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      PubDate: 2018-02-05T09:14:40Z
      DOI: 10.1016/j.actbio.2017.12.037
      Issue No: Vol. 68 (2018)
  • Poly (ethylene-co-vinyl alcohol) is a suitable substrate for human
           olfactory neuroepithelial cell differentiation in vitro through a defined
           regulatory pathway
    • Authors: Sheng-Tien Li; Tai-Horng Young; Tsung-Wei Huang
      Pages: 204 - 213
      Abstract: Publication date: 1 March 2018
      Source:Acta Biomaterialia, Volume 68
      Author(s): Sheng-Tien Li, Tai-Horng Young, Tsung-Wei Huang
      Olfactory dysfunction significantly influences patients’ life quality, but currently has no adequate treatment. Poly (ethylene-co-vinyl alcohol) (EVAL) mediates cell adhesion, growth and modulates differentiation of neural stem cells. However, whether EVAL is a suitable substrate to establish an in vitro culture system that can promote development and differentiation of human olfactory neuroepithelial cells (HONCs) remains unexplored. This study isolates and cultures HONCs on controls and EVAL films for 21 days. The effects of treatment are assessed using immunocytochemistry, microarray analysis, quantitative PCR, ELISA and western blots following culturing. Most of the cell morphology on controls is epithelial and expresses markers of sustentacular cells (SCs), cadherin-1 and cytokeratin18, whereas the main population on EVAL presents as morphology with extended thin processes and possesses markers of mature olfactory sensory neurons (OSNs), olfactory marker protein (OMP). Microarray analyses reveal neuropeptide Y (NPY) and amphiregulin (AREG) are the two important regulating factors on EVAL films. HONCs cultured on EVAL films enhance the development of mature OSNs through NPY signaling, and significantly decrease the growth of SCs by blocking epidermal growth factor receptor (EGFR) activation. EVAL is a potential biomaterial to serve as an ideal substrate for treating olfactory dysfunction in the future. Statement of Significance Olfaction not only contributes to enjoyments of food, but provides a clue to escape from dangerous environmental hazards. However, loss of smell is commonly progressive and there is no good prognostic approach for olfactory dysfunction. Here, we use poly (ethylene-co-vinyl alcohol) (EVAL) to establish an in vitro culture system that promotes development and differentiation of human olfactory neuroepithelial cells. We show that EVAL not only enhances the development of mature olfactory sensory neurons through neuronpeptide Y signaling, but significantly protects the olfactory neuroepithelium from metaplasia by inhibiting EGFR activation. Therefore, EVAL is a potential biomaterial to serve as an ideal substrate for treating olfactory dysfunction in the future.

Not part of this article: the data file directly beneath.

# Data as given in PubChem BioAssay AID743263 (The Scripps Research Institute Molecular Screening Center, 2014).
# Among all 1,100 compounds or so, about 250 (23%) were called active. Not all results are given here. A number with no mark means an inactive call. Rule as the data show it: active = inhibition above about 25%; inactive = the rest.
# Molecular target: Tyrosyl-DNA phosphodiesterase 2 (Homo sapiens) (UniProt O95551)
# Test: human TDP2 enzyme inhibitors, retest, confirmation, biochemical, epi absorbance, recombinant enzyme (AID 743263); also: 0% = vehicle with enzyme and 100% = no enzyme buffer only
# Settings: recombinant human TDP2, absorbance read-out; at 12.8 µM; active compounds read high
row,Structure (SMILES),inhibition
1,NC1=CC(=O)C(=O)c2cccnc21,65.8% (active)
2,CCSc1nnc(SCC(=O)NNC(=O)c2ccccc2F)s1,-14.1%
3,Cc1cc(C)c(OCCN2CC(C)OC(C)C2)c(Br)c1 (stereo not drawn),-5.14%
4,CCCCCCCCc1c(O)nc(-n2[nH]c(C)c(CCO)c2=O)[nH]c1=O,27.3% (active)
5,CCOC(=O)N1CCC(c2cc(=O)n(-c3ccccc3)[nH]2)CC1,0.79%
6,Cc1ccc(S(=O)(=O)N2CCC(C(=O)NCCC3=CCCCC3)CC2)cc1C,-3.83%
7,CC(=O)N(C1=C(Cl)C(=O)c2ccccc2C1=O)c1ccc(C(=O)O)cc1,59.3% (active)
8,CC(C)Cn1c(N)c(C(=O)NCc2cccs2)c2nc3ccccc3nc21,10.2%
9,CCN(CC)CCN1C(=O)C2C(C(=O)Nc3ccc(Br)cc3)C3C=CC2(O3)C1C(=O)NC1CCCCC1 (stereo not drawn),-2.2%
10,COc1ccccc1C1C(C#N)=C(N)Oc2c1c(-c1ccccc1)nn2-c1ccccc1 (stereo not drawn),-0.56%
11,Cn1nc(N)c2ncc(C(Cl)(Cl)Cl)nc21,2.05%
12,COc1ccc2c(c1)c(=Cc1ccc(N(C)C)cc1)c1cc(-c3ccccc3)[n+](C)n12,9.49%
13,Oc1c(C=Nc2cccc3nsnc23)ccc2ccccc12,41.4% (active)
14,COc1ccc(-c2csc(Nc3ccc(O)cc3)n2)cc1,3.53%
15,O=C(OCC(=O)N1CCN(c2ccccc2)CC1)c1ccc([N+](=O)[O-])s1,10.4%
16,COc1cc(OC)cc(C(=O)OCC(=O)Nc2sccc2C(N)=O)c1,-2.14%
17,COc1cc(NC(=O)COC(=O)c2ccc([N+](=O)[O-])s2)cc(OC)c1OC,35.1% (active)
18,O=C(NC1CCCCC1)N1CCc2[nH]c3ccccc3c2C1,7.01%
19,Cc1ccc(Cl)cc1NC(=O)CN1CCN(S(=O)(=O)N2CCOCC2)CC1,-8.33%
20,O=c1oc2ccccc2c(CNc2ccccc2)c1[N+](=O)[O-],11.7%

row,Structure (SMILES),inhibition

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      PubDate: 2018-02-05T09:14:40Z
      DOI: 10.1016/j.actbio.2017.12.029
      Issue No: Vol. 68 (2018)
  • High resolution 3D microscopy study of cardiomyocytes on polymer scaffold
           nanofibers reveals formation of unusual sheathed structure
    • Authors: Victor Balashov; Anton Efimov; Olga Agapova; Alexander Pogorelov; Igor Agapov; Konstantin Agladze
      Pages: 214 - 222
      Abstract: Publication date: 1 March 2018
      Source:Acta Biomaterialia, Volume 68
      Author(s): Victor Balashov, Anton Efimov, Olga Agapova, Alexander Pogorelov, Igor Agapov, Konstantin Agladze
      Building functional and robust scaffolds for engineered biological tissue requires a nanoscale mechanistic understanding of how cells use the scaffold for their growth and development. A vast majority of the scaffolds used for cardiac tissue engineering are based on polymer materials, the matrices of nanofibers. Attempts to load the polymer fibers of the scaffold with additional sophisticated features, such as electrical conductivity and controlled release of the growth factors or other biologically active molecules, as well as trying to match the mechanical features of the scaffold to those of the extracellular matrix, cannot be efficient without a detailed knowledge of how the cells are attached and strategically positioned with respect to the scaffold nanofibers at micro and nanolevel. Studying single cell – single fiber interactions with the aid of confocal laser scanning microscopy (CLSM), scanning probe nanotomography (SPNT), and transmission electron microscopy (TEM), we found that cardiac cells actively interact with substrate nanofibers, but in different ways. While cardiomyocytes often create a remarkable “sheath” structure, enveloping fiber and, thus, substantially increasing contact zone, fibroblasts interact with nanofibers in the locations of focal adhesion clusters mainly without wrapping the fiber. Statements of Significance We found that cardiomyocytes grown on electrospun polymer nanofibers often create a striking “sheath” structure, enveloping fiber with the formation of a very narrow (∼22 nm) membrane gap leading from the fiber to the extracellular space. This wrapping makes the entire fiber surface available for cell attachment. This finding gives a new prospective view on how scaffold nanofibers may interact with growing cells. It may play a significant role in effective design of novel nanofiber scaffolds for tissue engineering concerning mechanical and electrical properties of scaffolds as well as controlled drug release from “smart” biomaterials.